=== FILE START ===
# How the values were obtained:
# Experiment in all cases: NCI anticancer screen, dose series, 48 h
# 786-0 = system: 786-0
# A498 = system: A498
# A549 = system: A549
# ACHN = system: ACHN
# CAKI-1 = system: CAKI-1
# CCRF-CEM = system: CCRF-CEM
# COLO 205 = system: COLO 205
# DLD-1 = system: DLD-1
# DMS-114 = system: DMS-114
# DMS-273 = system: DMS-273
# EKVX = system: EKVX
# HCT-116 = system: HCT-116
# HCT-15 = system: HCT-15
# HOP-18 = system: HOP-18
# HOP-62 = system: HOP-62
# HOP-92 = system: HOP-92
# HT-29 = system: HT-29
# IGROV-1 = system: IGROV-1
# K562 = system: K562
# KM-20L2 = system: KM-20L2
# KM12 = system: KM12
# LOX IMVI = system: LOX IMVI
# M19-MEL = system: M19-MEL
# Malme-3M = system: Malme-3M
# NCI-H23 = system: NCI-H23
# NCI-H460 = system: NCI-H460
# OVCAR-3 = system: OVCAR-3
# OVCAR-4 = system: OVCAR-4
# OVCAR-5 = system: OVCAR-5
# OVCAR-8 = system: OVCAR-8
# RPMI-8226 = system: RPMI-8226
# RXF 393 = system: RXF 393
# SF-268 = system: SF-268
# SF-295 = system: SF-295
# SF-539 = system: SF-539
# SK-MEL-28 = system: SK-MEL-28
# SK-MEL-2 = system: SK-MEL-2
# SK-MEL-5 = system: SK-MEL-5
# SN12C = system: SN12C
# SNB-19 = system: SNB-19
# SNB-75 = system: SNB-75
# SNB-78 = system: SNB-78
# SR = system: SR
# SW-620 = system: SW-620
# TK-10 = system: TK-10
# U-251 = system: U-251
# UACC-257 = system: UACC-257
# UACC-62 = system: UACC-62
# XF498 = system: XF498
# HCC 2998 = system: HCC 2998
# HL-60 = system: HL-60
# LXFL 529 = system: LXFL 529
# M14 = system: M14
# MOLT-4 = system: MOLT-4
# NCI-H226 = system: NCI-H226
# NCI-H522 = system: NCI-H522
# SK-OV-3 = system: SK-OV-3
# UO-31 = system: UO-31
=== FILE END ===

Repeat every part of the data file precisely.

# How the values were obtained:
# Experiment in all cases: NCI anticancer screen, dose series, 48 h
# 786-0 = system: 786-0
# A498 = system: A498
# A549 = system: A549
# ACHN = system: ACHN
# CAKI-1 = system: CAKI-1
# CCRF-CEM = system: CCRF-CEM
# COLO 205 = system: COLO 205
# DLD-1 = system: DLD-1
# DMS-114 = system: DMS-114
# DMS-273 = system: DMS-273
# EKVX = system: EKVX
# HCT-116 = system: HCT-116
# HCT-15 = system: HCT-15
# HOP-18 = system: HOP-18
# HOP-62 = system: HOP-62
# HOP-92 = system: HOP-92
# HT-29 = system: HT-29
# IGROV-1 = system: IGROV-1
# K562 = system: K562
# KM-20L2 = system: KM-20L2
# KM12 = system: KM12
# LOX IMVI = system: LOX IMVI
# M19-MEL = system: M19-MEL
# Malme-3M = system: Malme-3M
# NCI-H23 = system: NCI-H23
# NCI-H460 = system: NCI-H460
# OVCAR-3 = system: OVCAR-3
# OVCAR-4 = system: OVCAR-4
# OVCAR-5 = system: OVCAR-5
# OVCAR-8 = system: OVCAR-8
# RPMI-8226 = system: RPMI-8226
# RXF 393 = system: RXF 393
# SF-268 = system: SF-268
# SF-295 = system: SF-295
# SF-539 = system: SF-539
# SK-MEL-28 = system: SK-MEL-28
# SK-MEL-2 = system: SK-MEL-2
# SK-MEL-5 = system: SK-MEL-5
# SN12C = system: SN12C
# SNB-19 = system: SNB-19
# SNB-75 = system: SNB-75
# SNB-78 = system: SNB-78
# SR = system: SR
# SW-620 = system: SW-620
# TK-10 = system: TK-10
# U-251 = system: U-251
# UACC-257 = system: UACC-257
# UACC-62 = system: UACC-62
# XF498 = system: XF498
# HCC 2998 = system: HCC 2998
# HL-60 = system: HL-60
# LXFL 529 = system: LXFL 529
# M14 = system: M14
# MOLT-4 = system: MOLT-4
# NCI-H226 = system: NCI-H226
# NCI-H522 = system: NCI-H522
# SK-OV-3 = system: SK-OV-3
# UO-31 = system: UO-31